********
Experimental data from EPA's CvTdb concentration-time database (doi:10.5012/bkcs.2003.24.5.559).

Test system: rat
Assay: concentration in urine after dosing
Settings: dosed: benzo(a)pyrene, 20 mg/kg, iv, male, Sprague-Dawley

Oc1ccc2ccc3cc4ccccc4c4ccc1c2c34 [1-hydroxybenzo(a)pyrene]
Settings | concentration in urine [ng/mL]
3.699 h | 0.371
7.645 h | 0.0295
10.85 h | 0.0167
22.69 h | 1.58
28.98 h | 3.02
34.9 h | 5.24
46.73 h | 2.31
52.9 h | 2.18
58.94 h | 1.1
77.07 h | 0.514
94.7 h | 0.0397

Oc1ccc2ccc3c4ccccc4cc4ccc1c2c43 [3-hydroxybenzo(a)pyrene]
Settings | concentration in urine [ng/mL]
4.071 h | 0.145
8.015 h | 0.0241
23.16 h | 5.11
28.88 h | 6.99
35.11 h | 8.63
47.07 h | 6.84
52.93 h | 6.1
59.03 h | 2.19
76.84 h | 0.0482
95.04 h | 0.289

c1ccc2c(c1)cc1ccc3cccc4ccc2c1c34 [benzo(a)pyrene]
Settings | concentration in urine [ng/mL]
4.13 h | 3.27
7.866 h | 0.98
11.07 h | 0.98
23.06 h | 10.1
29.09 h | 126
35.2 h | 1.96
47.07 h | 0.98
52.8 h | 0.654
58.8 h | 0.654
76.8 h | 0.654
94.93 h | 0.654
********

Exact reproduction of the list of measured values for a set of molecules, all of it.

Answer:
Experimental data from EPA's CvTdb concentration-time database (doi:10.5012/bkcs.2003.24.5.559).

Test system: rat
Assay: concentration in urine after dosing
Settings: dosed: benzo(a)pyrene, 20 mg/kg, iv, male, Sprague-Dawley

Oc1ccc2ccc3cc4ccccc4c4ccc1c2c34 [1-hydroxybenzo(a)pyrene]
Settings | concentration in urine [ng/mL]
3.699 h | 0.371
7.645 h | 0.0295
10.85 h | 0.0167
22.69 h | 1.58
28.98 h | 3.02
34.9 h | 5.24
46.73 h | 2.31
52.9 h | 2.18
58.94 h | 1.1
77.07 h | 0.514
94.7 h | 0.0397

Oc1ccc2ccc3c4ccccc4cc4ccc1c2c43 [3-hydroxybenzo(a)pyrene]
Settings | concentration in urine [ng/mL]
4.071 h | 0.145
8.015 h | 0.0241
23.16 h | 5.11
28.88 h | 6.99
35.11 h | 8.63
47.07 h | 6.84
52.93 h | 6.1
59.03 h | 2.19
76.84 h | 0.0482
95.04 h | 0.289

c1ccc2c(c1)cc1ccc3cccc4ccc2c1c34 [benzo(a)pyrene]
Settings | concentration in urine [ng/mL]
4.13 h | 3.27
7.866 h | 0.98
11.07 h | 0.98
23.06 h | 10.1
29.09 h | 126
35.2 h | 1.96
47.07 h | 0.98
52.8 h | 0.654
58.8 h | 0.654
76.8 h | 0.654
94.93 h | 0.654